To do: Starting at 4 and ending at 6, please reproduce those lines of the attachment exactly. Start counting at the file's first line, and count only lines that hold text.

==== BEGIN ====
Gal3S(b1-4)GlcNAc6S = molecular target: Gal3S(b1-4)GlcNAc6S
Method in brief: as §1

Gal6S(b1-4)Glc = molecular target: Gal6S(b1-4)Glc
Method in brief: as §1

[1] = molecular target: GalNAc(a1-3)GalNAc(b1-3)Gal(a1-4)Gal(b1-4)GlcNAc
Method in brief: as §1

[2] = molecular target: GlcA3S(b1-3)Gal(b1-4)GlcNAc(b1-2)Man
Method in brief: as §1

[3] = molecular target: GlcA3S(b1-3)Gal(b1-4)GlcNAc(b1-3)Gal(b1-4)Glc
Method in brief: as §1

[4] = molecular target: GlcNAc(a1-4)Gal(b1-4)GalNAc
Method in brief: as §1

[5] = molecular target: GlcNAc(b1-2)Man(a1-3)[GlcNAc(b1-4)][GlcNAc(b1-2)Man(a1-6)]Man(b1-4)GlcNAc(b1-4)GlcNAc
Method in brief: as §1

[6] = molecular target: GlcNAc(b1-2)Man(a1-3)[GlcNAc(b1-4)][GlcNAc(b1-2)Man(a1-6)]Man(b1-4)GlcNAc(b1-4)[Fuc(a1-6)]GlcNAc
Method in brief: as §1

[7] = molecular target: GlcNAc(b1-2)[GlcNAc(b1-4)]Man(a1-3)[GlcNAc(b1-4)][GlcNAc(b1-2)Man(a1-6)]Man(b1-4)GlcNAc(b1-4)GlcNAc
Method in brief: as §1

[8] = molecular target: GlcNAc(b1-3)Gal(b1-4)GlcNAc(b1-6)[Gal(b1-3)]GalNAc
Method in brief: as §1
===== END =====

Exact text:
Method in brief: as §1

[1] = molecular target: GalNAc(a1-3)GalNAc(b1-3)Gal(a1-4)Gal(b1-4)GlcNAc
Method in brief: as §1